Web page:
Mashudu Netsianda, Senior Reporter
COVID-19 cases have started rising again with latest statistics indicating over 700 new infections on Wednesday up from only nine cases in the last 10-day reporting cycle.
On Tuesday, 399 new cases were recorded with figures almost doubling within 24 hours, amid warnings by health experts that the numbers could soar in the coming few weeks due to complacency.
On Wednesday, the country had 712 new cases with Bulawayo recording 72 new infections bringing the total number of cases in the country to 135 337.
According to the Ministry of Health and Child Care daily report, on Wednesday the number of active cases rose to 1 846 from 511 in 10 days.
However, there were no Covid-19 related deaths recorded.
The spike in daily cases to three-digit figures has occurred in days as on Sunday last week, the country recorded only nine cases with Bulawayo recording only one case.
In view of a likely fourth wave, which the new variant, Omicron, will most certainly aggravate, President Mnangagwa on Tuesday announced new lockdown measures.
Some of those measures include mandatory 10-day quarantine for all returning residents and visitors. The new regulations stipulate that everyone entering Zimbabwe must undergo a Covid-19 PCR test even when they produce a Covid-19 free certificate from elsewhere.
Even if negative they should go into mandatory quarantine at their own cost in a facility designated by the Government.
The President’s address was in response to reports of a new strain of Covid-19 virus which has been reported in some Sadc countries.
African countries are stepping up measures to detect and control the spread of the Omicron variant as weekly new Covid-19 cases on the continent rise by 54 percent due to an upsurge in Southern Africa.
In Africa, the Omicron variant has now been detected in four countries, with Ghana and Nigeria becoming the first West African countries and the latest on the continent to report the new variant.
As of Wednesday, Botswana and South Africa had reported 19 and 172 Omicron variant cases, respectively.
Globally, over 20 countries have detected the variant. The two Southern Africa countries account for 62 percent of cases reported globally.
Omicron has a high number of mutations, 32, in its spike protein, and preliminary evidence suggests an increased risk of reinfection, when compared with other variants of concern.
Researchers and scientists in South Africa and the region are intensifying their investigations to understand the transmissibility, severity and impact of the Omicron variant in relation to the available vaccines, diagnostics and treatment and whether it is driving the latest surge in Covid-19 infections.
Local health experts have warned citizens against complacency in the wake of the spike, saying it was highly likely that the rising figures reflect the beginning of a fourth wave.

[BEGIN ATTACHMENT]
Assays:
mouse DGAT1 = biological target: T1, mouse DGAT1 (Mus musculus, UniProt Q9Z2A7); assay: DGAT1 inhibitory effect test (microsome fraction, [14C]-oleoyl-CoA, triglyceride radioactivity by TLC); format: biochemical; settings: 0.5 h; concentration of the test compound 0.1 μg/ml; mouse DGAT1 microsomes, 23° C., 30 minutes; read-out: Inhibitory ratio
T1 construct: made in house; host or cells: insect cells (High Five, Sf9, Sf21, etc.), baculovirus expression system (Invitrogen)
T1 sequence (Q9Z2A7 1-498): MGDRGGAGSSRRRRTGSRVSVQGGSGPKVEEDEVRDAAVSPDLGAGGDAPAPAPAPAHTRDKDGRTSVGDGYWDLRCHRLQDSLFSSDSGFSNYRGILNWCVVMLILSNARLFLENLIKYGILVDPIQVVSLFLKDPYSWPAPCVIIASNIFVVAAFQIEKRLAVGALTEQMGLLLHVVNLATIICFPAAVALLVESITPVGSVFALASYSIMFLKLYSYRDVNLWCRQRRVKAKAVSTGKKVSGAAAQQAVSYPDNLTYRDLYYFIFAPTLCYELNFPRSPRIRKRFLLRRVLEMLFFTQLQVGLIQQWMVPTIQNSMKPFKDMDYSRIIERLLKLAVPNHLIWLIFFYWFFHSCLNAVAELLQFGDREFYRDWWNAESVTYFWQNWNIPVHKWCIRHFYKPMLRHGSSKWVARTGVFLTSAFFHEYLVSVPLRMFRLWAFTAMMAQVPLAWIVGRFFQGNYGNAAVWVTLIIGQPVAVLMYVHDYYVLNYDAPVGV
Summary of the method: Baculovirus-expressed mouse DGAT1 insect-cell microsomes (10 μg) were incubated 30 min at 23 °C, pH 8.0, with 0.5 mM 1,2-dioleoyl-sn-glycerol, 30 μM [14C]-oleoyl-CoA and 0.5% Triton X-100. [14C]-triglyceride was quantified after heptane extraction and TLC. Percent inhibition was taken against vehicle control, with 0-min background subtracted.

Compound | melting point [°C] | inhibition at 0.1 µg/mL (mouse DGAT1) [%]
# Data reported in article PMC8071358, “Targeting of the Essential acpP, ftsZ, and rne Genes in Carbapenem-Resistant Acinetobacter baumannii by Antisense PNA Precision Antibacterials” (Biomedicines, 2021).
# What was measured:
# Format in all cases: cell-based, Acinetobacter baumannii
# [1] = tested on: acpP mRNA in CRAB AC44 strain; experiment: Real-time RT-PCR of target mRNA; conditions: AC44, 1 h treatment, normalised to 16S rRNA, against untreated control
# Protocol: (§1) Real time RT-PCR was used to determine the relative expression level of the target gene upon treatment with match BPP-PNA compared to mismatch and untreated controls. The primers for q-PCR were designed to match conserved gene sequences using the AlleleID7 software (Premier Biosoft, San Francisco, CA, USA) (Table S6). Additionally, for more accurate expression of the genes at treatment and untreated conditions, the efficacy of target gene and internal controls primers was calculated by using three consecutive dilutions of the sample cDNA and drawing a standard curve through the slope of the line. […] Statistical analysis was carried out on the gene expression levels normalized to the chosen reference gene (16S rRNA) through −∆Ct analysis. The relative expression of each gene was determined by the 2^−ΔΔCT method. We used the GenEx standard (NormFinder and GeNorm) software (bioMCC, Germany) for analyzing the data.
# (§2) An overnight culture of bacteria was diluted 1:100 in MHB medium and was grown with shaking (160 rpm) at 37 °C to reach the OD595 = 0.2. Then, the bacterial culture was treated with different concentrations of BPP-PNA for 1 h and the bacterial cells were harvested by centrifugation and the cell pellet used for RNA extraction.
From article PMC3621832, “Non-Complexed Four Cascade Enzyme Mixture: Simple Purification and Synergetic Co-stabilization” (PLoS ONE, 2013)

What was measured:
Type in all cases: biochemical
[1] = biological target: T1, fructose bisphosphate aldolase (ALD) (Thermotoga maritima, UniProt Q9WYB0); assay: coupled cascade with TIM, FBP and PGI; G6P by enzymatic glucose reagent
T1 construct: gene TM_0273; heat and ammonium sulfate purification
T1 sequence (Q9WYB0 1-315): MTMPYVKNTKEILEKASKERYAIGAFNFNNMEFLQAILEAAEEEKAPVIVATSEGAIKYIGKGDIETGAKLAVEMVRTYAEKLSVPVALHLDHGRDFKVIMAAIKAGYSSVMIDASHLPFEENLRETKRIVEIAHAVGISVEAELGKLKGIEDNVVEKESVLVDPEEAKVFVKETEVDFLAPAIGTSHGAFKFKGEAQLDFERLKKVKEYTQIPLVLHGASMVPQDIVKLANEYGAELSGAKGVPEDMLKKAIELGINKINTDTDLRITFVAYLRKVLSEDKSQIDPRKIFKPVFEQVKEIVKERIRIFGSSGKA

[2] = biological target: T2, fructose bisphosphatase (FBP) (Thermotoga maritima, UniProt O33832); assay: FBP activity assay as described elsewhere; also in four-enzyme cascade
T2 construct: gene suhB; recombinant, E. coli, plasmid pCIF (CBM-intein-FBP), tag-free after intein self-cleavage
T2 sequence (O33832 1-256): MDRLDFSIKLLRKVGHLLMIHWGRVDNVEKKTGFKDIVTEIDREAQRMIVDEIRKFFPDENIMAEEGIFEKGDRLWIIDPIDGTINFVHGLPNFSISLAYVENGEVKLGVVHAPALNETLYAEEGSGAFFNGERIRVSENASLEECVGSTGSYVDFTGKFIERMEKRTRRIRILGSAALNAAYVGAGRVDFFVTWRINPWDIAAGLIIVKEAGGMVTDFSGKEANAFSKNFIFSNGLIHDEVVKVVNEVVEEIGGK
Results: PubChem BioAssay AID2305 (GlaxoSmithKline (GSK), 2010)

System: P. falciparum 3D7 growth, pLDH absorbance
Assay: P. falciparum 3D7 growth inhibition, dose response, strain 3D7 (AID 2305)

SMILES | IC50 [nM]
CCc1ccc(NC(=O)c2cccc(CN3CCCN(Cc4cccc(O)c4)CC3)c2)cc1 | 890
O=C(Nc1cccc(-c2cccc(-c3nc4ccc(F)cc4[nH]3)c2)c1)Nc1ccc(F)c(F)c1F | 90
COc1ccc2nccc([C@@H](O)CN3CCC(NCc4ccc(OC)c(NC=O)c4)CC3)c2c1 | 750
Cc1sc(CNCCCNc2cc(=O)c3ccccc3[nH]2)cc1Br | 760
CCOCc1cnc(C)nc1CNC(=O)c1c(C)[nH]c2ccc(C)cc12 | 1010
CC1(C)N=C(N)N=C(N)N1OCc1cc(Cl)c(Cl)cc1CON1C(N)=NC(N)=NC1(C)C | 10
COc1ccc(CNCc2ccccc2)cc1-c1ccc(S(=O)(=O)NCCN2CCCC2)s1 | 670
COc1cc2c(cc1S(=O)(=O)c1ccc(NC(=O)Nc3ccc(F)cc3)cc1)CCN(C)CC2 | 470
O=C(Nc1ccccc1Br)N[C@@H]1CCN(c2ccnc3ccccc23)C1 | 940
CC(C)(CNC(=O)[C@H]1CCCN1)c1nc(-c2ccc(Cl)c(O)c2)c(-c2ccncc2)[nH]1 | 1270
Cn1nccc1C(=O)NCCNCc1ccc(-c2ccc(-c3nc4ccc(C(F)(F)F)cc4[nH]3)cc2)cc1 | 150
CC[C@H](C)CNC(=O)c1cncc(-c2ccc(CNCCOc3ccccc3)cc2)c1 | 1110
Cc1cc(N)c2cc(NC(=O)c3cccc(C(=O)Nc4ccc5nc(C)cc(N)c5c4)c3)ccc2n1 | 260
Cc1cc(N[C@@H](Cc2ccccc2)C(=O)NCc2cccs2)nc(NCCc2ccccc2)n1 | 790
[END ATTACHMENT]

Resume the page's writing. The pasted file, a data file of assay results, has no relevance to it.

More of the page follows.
Bulawayo Provincial Medical Director Maphios Siamuchembu attributed the rise in infections to public gatherings.
“There is an increase in the number of new cases nationally.
On Wednesday, the number was double the number we had the previous day.
So far, our investigations seem to suggest that these are local transmissions that are happening in public gatherings such as funerals, church gatherings, schools and colleges,” he said.
“While it could be possible that this could be the beginning of the fourth wave, for now we are not yet sure.”
Dr Siamuchembu urged residents to avoid unnecessary public gatherings and adhere to WHO health protocols.
“Whenever people show symptoms of Covid-19, they should go to the nearest health facility and get tested and those found positive should self-isolate to avoid spreading the virus.
We should make sure that we properly wear face masks in public spaces, sanitise and maintain social distancing,” he said.
Dr Siamuchembu urged people to get vaccinated to help fight the spread of the coronavirus and protect themselves.
“The largest weapon we have scientifically at the moment is vaccination.
I continue to urge Bulawayo residents to get vaccinated. Although vaccination doesn’t stop the transmission of the virus, but it reduces the severity of the disease, hospital admission and of course the number of deaths,” he said.
Bulawayo city health director Dr Edwin Sibanda said the rise in cases was inevitable due to complacency.
“People have started relaxing as evidenced by uncontrolled gatherings and parties, opening of bars and schools.
Unlike in the rural areas, you find learners staying in Nkulumane and attending school in Hillside or someone staying in the same suburb and working in Belmont thus Covid-19 spreading very fast,” he said.
“My take is that we are already in the fourth wave whether we are in the early stages or in the middle of it, I don’t know, but the figures will inform us.
The unfortunate thing is that our airports were open and we were getting arrivals from countries in Europe and the United States that are already in the fourth wave.”
Dr Sibanda said most of the cases being reported are local transmissions. He urged people to get vaccinated.
Mpilo Central Hospital acting chief executive officer Professor Solwayo Ngwenya said the rise in cases points to the fourth wave.
“People had become complacent over the months and we have seen a build-up in the past three months and now there is a new variant.
Even if we haven’t confirmed Omicron from the clinical point of view, you can actually see from the way the new Covid-19 cases are rapidly spreading that we are in the fourth wave,” he said.
“This is the time when Government has to tighten lockdown regulations because if they don’t, we are likely to find the situation spiralling out of control.
What happens with new variants is that they spread far and wide and then hospitalisations come after a week or so and we start losing lives.”